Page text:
CBS to test location-based mobile advertising
CBS looks to strengthen its already substantial advertising network by adding text message ads to its portfolio.
While most associate CBS with its namesake television network, it already had a decently sized billboard advertising network. When Viacom and CBS split, the company received the advertising arm that was part of Viacom, which also was a player in the billboard space.
Social networking site Loopt will provide some of the backbone to this test. That service allows users to track their friends and family using location-based technologies built in to many modern cell phones.
Advertising based on a user's location holds great promise. For example, as a participating user passes by a store using the service, a text message could be sent out promoting a sale to draw him in.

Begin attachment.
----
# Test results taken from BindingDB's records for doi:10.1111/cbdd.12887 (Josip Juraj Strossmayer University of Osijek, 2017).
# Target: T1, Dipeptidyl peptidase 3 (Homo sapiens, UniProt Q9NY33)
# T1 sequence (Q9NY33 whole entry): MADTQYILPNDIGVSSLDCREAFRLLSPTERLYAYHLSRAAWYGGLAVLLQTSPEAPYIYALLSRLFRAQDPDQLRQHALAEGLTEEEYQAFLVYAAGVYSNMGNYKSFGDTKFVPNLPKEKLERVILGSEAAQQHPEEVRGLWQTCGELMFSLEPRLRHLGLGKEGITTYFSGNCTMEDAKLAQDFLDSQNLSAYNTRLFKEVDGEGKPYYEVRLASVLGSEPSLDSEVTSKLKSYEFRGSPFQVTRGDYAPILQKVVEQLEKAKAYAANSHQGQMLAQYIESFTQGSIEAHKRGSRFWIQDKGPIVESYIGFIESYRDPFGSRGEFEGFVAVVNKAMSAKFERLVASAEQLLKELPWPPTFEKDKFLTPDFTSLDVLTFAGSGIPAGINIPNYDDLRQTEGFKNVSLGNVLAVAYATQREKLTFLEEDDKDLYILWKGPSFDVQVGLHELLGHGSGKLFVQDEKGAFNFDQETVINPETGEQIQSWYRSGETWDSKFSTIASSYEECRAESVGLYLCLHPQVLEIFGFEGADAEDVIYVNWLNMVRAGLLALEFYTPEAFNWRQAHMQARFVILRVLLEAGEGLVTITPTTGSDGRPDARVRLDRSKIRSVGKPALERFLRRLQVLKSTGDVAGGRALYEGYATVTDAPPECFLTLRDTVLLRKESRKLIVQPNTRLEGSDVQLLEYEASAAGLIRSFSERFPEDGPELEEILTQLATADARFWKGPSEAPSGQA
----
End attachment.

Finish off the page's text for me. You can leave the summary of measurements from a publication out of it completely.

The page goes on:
Privacy concerns do rule the day here: some companies are leery of sending out unsolicited advertisements like this. However some believe that here in the US, consumers may be willing to receive these promotions as long as they are relevant and don't seem to be an intrusion of privacy.
The CBS program is opt-in, meaning that those interested have to sign up for the ads first. It won't work with all phones either: a GPS-enabled phone is needed, and a carrier deal with Loopt is required.
At this time, that means the functionality will only be available to Sprint Nextel subscribers, including Boost Mobile. However, Loopt is in negotiations with other carriers and expects to have them on board later this year.
No advertisers have been announced yet either, although CBS expects national retailers to be the first to take advantage of the program.